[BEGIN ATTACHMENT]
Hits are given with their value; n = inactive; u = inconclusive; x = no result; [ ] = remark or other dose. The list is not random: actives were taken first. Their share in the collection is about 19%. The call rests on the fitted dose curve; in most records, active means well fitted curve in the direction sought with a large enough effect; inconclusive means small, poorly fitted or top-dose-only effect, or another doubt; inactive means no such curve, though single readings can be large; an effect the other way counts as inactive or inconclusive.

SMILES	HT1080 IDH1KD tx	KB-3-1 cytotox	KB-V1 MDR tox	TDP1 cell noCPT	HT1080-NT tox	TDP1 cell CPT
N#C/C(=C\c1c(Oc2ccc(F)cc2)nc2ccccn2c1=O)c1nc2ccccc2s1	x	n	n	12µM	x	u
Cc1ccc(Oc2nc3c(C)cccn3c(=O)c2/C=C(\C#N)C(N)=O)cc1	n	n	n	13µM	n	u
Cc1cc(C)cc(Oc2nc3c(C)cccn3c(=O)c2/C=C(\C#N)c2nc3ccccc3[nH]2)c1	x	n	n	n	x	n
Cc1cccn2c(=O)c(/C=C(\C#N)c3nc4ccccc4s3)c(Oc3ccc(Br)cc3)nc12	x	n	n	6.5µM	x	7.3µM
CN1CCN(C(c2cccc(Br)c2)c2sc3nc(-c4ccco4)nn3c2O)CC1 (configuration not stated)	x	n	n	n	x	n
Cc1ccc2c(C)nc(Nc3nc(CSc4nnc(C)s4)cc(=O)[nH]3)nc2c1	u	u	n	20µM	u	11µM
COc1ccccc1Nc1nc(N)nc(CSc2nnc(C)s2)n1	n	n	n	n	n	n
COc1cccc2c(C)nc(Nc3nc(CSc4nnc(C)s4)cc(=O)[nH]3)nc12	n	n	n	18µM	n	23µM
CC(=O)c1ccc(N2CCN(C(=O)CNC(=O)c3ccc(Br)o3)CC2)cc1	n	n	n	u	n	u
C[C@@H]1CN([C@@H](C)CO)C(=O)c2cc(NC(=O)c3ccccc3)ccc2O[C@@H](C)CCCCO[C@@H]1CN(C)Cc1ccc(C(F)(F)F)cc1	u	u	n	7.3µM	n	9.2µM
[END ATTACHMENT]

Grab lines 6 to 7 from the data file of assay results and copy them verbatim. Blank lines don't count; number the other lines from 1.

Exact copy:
Cc1cccn2c(=O)c(/C=C(\C#N)c3nc4ccccc4s3)c(Oc3ccc(Br)cc3)nc12	x	n	n	6.5µM	x	7.3µM
CN1CCN(C(c2cccc(Br)c2)c2sc3nc(-c4ccco4)nn3c2O)CC1 (configuration not stated)	x	n	n	n	x	n